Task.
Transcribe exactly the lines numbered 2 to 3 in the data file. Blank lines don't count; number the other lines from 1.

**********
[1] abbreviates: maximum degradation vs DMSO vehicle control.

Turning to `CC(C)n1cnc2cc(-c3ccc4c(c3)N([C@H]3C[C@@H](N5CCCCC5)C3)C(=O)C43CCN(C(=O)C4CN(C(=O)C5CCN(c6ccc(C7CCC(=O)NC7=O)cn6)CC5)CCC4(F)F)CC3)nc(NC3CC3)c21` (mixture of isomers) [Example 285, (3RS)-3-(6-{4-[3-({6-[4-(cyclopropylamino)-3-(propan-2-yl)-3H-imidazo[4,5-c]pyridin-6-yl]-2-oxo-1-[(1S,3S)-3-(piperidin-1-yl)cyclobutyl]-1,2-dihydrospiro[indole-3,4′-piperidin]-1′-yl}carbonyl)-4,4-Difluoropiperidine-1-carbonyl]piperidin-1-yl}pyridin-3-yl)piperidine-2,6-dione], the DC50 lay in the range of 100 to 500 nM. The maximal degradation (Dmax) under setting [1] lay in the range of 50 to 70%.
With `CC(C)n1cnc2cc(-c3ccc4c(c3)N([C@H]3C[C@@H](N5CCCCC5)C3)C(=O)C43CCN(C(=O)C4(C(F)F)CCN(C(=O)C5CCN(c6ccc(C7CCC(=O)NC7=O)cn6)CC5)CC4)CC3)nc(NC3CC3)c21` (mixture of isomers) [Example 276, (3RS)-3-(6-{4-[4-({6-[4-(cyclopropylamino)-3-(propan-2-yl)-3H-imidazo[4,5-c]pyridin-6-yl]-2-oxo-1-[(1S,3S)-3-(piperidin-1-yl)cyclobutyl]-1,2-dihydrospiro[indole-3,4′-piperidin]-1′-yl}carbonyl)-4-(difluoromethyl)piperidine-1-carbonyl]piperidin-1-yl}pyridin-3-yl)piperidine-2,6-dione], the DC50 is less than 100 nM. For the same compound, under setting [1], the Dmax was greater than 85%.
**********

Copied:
Turning to `CC(C)n1cnc2cc(-c3ccc4c(c3)N([C@H]3C[C@@H](N5CCCCC5)C3)C(=O)C43CCN(C(=O)C4CN(C(=O)C5CCN(c6ccc(C7CCC(=O)NC7=O)cn6)CC5)CCC4(F)F)CC3)nc(NC3CC3)c21` (mixture of isomers) [Example 285, (3RS)-3-(6-{4-[3-({6-[4-(cyclopropylamino)-3-(propan-2-yl)-3H-imidazo[4,5-c]pyridin-6-yl]-2-oxo-1-[(1S,3S)-3-(piperidin-1-yl)cyclobutyl]-1,2-dihydrospiro[indole-3,4′-piperidin]-1′-yl}carbonyl)-4,4-Difluoropiperidine-1-carbonyl]piperidin-1-yl}pyridin-3-yl)piperidine-2,6-dione], the DC50 lay in the range of 100 to 500 nM. The maximal degradation (Dmax) under setting [1] lay in the range of 50 to 70%.
With `CC(C)n1cnc2cc(-c3ccc4c(c3)N([C@H]3C[C@@H](N5CCCCC5)C3)C(=O)C43CCN(C(=O)C4(C(F)F)CCN(C(=O)C5CCN(c6ccc(C7CCC(=O)NC7=O)cn6)CC5)CC4)CC3)nc(NC3CC3)c21` (mixture of isomers) [Example 276, (3RS)-3-(6-{4-[4-({6-[4-(cyclopropylamino)-3-(propan-2-yl)-3H-imidazo[4,5-c]pyridin-6-yl]-2-oxo-1-[(1S,3S)-3-(piperidin-1-yl)cyclobutyl]-1,2-dihydrospiro[indole-3,4′-piperidin]-1′-yl}carbonyl)-4-(difluoromethyl)piperidine-1-carbonyl]piperidin-1-yl}pyridin-3-yl)piperidine-2,6-dione], the DC50 is less than 100 nM. For the same compound, under setting [1], the Dmax was greater than 85%.